Category Archives: args

patents are weird

Aren’t they? I mean, how can Google file on an idea like this? This is not a new idea: people have experimented with annotations on YouTube in a similar way to enhance storytelling for a while. In fact, YouTubers play with annotations all the time. They just don’t call it a “game”.

The Met Police made a choose your own ending game on YouTube using annotations in June 2009, and I think the idea has some potential for formats. Although, this example did not take you on unexpected journeys through other video content on other profiles.

But patent the system? Hmm…

PC World picks out what may be an interesting bit of the patent application:

Google’s proposed system also includes new sensor technology like speech recognition and a video analysis module capable of recognizing objects and automatically assigning annotations to them. Suggested applications include providing links to relevant products and services (so that users might click on a plasma TV and open a new page comparing prices and providing relevant background info) or tying game elements like text boxes or title cards to unique human faces.

But, again, in my early days as a tech reporter, this kind of system was the promise of iptv. If anyone feels like going through the patent application in detail, do let me know if there something I am missing here.

Jane McGonigal saves SXSW for me

Just when I was starting to wonder what interesting thing I had really seen at sxsw (apart from a couple of sessions friends participated in), along came Jane McGonigal’s keynote. I knew it was The One I Must Not Miss while I was here. It did not fail to please. She has been the only one I have seen who has actually introduced some fresh(ish) academic theory into her talk – that of Happiness. She talked about 10 skills that games can give you which ultimately give you a better quality of “life”. Hence, why there is a mass exodus to virtual worlds.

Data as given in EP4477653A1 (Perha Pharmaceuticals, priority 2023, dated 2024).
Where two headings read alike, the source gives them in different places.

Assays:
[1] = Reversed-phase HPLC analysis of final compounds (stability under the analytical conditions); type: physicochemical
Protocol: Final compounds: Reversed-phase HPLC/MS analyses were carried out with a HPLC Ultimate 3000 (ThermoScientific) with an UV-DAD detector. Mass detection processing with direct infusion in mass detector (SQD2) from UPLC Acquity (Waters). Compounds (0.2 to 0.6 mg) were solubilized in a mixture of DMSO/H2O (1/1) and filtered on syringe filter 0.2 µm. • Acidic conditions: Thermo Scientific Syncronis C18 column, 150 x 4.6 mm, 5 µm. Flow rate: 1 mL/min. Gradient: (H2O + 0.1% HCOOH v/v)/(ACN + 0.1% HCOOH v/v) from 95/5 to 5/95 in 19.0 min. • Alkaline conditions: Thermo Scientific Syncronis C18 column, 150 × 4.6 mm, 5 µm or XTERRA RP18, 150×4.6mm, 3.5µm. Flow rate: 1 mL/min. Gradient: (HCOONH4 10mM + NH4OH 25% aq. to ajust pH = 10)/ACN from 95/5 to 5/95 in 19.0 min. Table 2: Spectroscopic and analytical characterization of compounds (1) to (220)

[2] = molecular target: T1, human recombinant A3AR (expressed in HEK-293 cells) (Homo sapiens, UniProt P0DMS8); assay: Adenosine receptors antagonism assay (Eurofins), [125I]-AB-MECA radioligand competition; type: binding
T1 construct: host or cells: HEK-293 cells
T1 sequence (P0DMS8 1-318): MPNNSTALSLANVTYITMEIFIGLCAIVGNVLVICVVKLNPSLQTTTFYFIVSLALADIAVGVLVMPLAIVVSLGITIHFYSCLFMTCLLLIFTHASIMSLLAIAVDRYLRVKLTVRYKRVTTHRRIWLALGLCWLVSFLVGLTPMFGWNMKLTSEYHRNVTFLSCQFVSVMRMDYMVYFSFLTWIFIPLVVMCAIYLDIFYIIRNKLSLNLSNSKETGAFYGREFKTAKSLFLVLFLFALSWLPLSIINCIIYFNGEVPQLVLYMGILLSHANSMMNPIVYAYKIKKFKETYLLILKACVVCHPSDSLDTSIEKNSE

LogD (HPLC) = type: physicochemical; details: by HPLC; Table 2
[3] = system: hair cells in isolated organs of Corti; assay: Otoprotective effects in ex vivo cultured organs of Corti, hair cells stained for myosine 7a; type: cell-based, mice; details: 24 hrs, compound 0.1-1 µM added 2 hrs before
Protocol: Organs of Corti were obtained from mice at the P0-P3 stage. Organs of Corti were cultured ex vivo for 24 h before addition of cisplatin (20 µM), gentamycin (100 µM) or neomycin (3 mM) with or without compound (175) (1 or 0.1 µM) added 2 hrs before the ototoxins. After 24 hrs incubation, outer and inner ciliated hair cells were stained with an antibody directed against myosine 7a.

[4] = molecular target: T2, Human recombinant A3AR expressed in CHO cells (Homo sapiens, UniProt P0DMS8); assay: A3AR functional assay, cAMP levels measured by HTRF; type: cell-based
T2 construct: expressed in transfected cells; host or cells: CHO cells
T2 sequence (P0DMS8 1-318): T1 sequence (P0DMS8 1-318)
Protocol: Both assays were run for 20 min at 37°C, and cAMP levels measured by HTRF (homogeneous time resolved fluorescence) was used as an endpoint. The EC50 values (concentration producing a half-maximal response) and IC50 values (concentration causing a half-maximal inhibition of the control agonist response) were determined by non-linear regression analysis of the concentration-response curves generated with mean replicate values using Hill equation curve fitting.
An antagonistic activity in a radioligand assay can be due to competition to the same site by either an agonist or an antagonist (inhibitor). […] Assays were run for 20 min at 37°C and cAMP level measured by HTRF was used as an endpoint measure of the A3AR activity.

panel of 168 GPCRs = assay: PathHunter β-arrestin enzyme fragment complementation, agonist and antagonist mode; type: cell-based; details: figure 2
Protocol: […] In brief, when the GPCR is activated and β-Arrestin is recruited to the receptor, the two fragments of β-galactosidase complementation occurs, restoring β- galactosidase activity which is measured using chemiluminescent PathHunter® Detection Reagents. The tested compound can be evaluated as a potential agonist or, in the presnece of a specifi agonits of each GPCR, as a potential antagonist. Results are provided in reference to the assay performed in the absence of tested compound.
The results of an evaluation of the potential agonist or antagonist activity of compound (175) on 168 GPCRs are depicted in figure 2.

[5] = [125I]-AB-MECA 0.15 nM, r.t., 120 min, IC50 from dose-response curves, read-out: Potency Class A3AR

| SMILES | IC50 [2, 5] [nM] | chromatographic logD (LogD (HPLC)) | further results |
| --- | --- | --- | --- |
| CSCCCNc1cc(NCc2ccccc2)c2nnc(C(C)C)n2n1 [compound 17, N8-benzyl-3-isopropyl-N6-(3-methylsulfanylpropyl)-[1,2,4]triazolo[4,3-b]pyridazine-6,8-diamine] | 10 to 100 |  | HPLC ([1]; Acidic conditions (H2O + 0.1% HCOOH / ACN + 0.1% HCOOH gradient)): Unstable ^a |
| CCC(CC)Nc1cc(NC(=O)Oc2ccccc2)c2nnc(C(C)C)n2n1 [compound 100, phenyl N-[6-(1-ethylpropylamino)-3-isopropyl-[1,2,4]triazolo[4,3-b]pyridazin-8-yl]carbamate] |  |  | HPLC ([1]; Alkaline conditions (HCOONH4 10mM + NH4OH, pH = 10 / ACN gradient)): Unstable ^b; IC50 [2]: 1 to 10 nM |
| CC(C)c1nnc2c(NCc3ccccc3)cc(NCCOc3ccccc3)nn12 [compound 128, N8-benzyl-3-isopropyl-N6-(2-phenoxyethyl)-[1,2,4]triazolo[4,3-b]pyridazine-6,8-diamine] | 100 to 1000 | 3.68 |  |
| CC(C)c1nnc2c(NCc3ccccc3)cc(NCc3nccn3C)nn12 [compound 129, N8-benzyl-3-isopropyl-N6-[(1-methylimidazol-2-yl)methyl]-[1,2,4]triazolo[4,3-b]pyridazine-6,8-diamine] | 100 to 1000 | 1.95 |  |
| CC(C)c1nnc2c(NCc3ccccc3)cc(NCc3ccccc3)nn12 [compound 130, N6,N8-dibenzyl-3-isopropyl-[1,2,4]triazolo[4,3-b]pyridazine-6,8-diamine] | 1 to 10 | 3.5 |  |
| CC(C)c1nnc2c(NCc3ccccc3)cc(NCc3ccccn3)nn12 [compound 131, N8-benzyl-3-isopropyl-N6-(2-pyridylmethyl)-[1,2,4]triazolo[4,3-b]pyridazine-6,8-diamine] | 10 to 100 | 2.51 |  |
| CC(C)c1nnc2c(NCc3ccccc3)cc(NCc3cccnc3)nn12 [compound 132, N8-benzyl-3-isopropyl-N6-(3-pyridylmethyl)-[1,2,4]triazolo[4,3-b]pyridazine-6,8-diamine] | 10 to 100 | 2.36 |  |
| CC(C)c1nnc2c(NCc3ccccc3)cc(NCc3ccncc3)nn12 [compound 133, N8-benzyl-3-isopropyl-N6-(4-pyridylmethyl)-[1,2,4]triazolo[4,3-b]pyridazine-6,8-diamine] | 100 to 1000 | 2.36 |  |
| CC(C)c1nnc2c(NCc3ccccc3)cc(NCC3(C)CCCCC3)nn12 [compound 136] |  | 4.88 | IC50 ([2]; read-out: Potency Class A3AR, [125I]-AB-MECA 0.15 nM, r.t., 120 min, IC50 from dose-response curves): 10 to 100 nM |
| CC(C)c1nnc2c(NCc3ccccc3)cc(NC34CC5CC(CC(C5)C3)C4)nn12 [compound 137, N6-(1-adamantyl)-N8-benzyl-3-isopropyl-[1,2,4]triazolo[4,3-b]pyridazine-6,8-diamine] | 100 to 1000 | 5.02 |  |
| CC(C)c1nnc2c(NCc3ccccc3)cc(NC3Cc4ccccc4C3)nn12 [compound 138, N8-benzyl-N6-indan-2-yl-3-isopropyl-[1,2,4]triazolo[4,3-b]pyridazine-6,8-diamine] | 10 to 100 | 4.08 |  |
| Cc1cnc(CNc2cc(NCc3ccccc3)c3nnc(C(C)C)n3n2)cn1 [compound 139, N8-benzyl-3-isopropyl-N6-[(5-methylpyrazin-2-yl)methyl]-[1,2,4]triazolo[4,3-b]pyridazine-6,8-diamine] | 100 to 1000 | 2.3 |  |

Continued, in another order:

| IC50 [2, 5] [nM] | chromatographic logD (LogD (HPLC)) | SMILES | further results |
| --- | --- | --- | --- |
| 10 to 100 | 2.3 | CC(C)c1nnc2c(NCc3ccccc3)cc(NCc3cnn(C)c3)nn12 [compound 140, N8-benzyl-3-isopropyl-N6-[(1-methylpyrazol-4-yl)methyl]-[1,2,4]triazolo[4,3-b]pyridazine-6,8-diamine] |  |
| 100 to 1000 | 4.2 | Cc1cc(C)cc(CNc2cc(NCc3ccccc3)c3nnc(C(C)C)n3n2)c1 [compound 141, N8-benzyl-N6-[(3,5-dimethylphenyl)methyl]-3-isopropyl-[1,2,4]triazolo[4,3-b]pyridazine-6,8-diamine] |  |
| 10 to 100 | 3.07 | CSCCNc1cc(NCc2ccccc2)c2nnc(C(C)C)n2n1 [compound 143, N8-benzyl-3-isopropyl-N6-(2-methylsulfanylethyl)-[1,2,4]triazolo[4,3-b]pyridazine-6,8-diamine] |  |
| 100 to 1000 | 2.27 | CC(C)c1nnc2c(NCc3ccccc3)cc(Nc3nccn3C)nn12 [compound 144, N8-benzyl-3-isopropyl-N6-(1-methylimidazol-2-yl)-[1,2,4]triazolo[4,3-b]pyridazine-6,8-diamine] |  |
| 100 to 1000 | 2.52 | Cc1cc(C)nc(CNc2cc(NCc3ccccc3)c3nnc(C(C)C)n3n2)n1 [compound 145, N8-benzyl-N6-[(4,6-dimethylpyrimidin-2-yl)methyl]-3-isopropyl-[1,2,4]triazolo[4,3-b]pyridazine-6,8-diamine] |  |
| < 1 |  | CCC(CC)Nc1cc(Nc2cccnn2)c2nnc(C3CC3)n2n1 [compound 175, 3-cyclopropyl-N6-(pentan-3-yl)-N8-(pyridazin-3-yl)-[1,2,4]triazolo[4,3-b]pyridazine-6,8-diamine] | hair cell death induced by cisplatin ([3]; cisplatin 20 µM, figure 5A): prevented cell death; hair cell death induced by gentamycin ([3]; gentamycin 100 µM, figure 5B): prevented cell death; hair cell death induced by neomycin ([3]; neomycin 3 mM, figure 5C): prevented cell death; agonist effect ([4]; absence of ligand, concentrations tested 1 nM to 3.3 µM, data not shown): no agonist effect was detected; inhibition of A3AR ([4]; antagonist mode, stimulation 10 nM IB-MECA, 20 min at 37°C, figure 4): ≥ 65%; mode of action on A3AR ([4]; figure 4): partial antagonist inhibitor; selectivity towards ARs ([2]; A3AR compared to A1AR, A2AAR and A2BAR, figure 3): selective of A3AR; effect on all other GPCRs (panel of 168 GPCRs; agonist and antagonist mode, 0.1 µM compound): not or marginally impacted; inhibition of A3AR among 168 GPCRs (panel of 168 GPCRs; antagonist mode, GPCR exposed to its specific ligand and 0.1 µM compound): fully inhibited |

1. mobability: ability to coordinate at large scales
  2. cooperation radar: ability to attach who would be perfect collaborator for any given mission
  3. ping quotient: how good you are at reaching out and are good at responding to others’ engagement
  4. influencey: ability to adapt persusive ability: motivating people
  5. multi capitalism: monetary and social captial: recognising diff capital systems: getting people to trade those
  6. protovation: rapid, fearless innovation: failing is fun. fail quickly and a lot means you learn the most: gamers do this a lot
  7. open authorship: giving content away and acknowledging it will be changed: how to design content to make sure people can modify in positive ways
  8. signal/noise management: knowing what is signal and what is noise
  9. longbroading: zoomed out view of higher level systems
  10. emergent sight: you can spot patterns – things you weren’t expecting: being comfy with messy complexity (eg lost ring – multiple languages): seeing opportunities in messiness.

The thing about games and virtual story worlds – no matter how graphically sophisticated (or not) they are – is at least they give you feedback and points for doing things. That way we know instantly what our strengths and weaknesses are, and how we are doing. We don’t really get that in everyday life.

Then of course, she ended the session with a spontaneous Soulja Boy dance. As you do.